The Birds of America, featuring 435 hand-colored engravings of native American bird species, was the creation of John James Audubon, who spent six years (1820-1826) traveling the wilds of the American continent in search of avian subjects. He drew each of the 489 species in its natural habitat, using such varied media as watercolors, pen, pencil, pastel, oils and egg-white to obtain the full effect of the bird. With these drawings, Audubon returned to England to arrange for publication of his masterpiece.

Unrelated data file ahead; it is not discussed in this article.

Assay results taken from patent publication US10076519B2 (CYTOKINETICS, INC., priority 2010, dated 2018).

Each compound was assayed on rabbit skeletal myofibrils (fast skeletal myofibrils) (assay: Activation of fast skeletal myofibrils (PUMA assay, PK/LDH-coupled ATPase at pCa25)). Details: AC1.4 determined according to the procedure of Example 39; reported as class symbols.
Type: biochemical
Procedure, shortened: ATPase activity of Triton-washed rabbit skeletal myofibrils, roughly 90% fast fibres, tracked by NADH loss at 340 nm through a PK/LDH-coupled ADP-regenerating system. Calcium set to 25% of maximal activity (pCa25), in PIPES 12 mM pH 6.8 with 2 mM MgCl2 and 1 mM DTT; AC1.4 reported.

Approximately 200 complete sets of The Birds of America double elephant folio were distributed to subscribers, at the then-hefty price of $1,000 apiece. Of the original sets, approximately 135 are known to remain in existence. Union’s copy was purchased directly from Audubon: when the naturalist visited campus in July 1844, President Eliphalet Nott arranged for the delivery of a complete set of engravings, which arrived from England less than a year later. For many years they were neglected: a 1908 “Forest and Stream” article reveals that “they lay dust-covered and neglected in a portion of the library accessible to all,” and before 1922 they were re-discovered languishing in the attic of what is now known as Old Chapel. The prints are now housed in Schaffer Library’s Special Collections section.